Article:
CycloFemme is a Global Celebration of Women created TO HONOR THE PAST from the shoulders of those who stood before us, for the freedom to choose and the chance to wear pants. TO CELEBRATE THE PRESENT with strength and courage, voices raised, moving together. TO EMPOWER THE FUTURE of women everywhere, the backbone of positive social change. Join PBC program manager Kira Johnson for a fun, casual ride around the city for women of all ages and abilities. To stay up to date on event details, RSVP to the Facebook Event Page.
 
Worldwide Ride of Silence
Wednesday, May 16 | Meet @ 6:30 pm, Ride starts @ 7:00 pm Dixon Middle School (750 W 200 N)
 
Join the Provo chapter of the Worldwide Ride of Silence on May 16th to ride to honor people who were killed or injured while biking this last year and last several years. We will begin at Dixon Middle School and go for a short, slow, silent ride with brief stops at the ghost bike memorials for Doug Crow and Mark Robinson, and return to Dixon Middle School where we will have light refreshments.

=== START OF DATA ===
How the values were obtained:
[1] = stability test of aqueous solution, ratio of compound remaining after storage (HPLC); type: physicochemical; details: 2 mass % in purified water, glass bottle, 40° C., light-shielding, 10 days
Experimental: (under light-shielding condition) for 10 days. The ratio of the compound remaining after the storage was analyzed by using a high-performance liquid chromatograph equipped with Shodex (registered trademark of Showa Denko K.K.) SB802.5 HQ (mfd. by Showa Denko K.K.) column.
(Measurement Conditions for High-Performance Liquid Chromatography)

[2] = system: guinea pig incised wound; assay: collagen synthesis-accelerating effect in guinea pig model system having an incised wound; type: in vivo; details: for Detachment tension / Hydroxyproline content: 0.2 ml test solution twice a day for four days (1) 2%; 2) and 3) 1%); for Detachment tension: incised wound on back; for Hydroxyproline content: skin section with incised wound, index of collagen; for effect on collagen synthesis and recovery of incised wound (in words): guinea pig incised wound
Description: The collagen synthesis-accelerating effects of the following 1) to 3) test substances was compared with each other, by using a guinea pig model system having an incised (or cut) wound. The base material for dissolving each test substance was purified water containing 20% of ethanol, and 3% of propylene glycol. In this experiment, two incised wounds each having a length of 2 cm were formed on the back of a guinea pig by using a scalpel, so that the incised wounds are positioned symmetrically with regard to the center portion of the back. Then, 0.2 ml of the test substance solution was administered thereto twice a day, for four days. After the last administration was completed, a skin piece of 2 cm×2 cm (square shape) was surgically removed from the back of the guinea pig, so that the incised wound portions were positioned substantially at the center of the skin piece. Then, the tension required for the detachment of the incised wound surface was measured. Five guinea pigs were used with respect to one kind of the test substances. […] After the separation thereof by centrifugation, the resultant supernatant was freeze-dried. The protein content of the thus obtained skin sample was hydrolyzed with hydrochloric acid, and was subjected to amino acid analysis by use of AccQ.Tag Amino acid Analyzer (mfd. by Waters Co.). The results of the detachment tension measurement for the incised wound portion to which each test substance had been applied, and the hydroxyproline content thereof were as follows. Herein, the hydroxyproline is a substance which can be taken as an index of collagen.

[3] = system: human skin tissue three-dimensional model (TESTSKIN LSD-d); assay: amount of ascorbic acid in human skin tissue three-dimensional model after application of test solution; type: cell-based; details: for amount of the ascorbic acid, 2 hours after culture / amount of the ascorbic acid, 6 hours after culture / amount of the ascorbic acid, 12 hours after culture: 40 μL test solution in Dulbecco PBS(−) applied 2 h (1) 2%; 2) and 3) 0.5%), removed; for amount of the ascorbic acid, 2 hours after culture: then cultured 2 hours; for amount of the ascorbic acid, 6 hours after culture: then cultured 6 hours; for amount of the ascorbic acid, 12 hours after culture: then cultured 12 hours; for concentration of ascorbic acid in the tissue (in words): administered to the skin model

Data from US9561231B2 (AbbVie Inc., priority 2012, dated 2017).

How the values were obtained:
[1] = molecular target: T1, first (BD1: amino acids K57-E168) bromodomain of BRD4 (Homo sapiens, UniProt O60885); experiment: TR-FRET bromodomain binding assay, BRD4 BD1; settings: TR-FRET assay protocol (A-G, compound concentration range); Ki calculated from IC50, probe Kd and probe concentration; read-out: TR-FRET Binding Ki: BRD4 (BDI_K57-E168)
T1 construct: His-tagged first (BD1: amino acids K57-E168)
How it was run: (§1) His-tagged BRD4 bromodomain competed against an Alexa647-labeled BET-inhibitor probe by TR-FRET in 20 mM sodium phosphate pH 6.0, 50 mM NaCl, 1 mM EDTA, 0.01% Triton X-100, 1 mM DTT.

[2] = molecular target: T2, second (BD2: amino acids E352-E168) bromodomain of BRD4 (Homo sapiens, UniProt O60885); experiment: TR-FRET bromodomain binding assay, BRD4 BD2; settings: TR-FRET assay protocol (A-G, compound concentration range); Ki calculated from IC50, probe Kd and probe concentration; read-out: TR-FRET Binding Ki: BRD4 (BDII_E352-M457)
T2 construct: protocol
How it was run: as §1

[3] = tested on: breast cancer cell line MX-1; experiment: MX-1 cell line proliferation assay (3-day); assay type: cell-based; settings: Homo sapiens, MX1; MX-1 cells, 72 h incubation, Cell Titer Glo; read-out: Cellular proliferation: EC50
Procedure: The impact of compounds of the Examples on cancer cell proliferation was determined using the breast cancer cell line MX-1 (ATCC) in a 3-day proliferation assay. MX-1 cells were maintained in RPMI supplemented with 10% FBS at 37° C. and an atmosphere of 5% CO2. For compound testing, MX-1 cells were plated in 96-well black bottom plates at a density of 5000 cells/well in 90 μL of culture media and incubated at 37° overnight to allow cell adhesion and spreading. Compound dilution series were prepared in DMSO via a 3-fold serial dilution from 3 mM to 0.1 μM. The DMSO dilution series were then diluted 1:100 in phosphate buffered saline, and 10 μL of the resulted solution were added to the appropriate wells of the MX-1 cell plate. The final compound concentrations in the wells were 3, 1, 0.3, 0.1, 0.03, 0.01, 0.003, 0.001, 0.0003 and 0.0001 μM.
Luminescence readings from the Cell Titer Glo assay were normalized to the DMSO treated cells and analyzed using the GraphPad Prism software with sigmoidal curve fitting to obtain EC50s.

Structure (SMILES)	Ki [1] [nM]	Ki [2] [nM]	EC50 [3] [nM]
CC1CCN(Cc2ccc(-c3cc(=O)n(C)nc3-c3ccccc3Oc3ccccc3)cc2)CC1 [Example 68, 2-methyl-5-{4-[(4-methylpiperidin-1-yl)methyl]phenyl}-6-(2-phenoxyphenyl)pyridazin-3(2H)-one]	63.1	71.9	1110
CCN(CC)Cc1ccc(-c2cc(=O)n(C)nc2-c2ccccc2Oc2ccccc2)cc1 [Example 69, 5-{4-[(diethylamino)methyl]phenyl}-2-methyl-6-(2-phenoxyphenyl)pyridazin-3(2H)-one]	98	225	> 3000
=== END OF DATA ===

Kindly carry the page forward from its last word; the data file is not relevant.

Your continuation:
Bike-in Movie
Friday, May 18 | 9:00 pm
Provo Bicycle Collective
 
Think of it as a drive-in movie without the tailpipe emissions.
Join us at the shop for a movie night featuring “Rising from Ashes”, a film about Rwandans who used the bicycle to recover from genocide. Bring the whole family and snacks to share! To stay up to date on event details, RSVP to the Facebook Event Page.
 
Free Bicycle Safety Check and Demo
Saturday, May 19 | | 8:00 am – 12:00 pm
Riverview Park
 
As part of our initiative to support our community, Mad Dog Cycles will be partnering with Provo City and the Utah County Health Department to do a series of Bicycle and Helmet safety check events. Bring your Bicycle and Helmet to Riverview Park between 8am and Noon on May 19th for a FREE safety check (a $25 value in-store). We will also have the latest and greatest in bicycle technology with us for you to test ride. New pedal assist, Mountain and Road bikes will be on hand for FREE test rides. To stay up to date on event details, RSVP to the Facebook Event Page.
 
Pedal Provo Ghost Tour
Saturday, May 19 | 9:00 pm
Provo City Cemetery
 
Pedal Provo Ghost Tour is holding a very special tour in celebration of Provo Bike Month! Tickets are required to come on this ride so please visit their website: https://pedalprovo.com/provo-bike-month-ghost-tour for more info and to claim your spot!
 
7th Annual FFUFR Forest Race
Friday, May 25 | 7:00 pm
Paul Ream Wilderness Park
 
FFUFR stands for Fun, Fun Underground Forest Race. Yes, it’s that fun.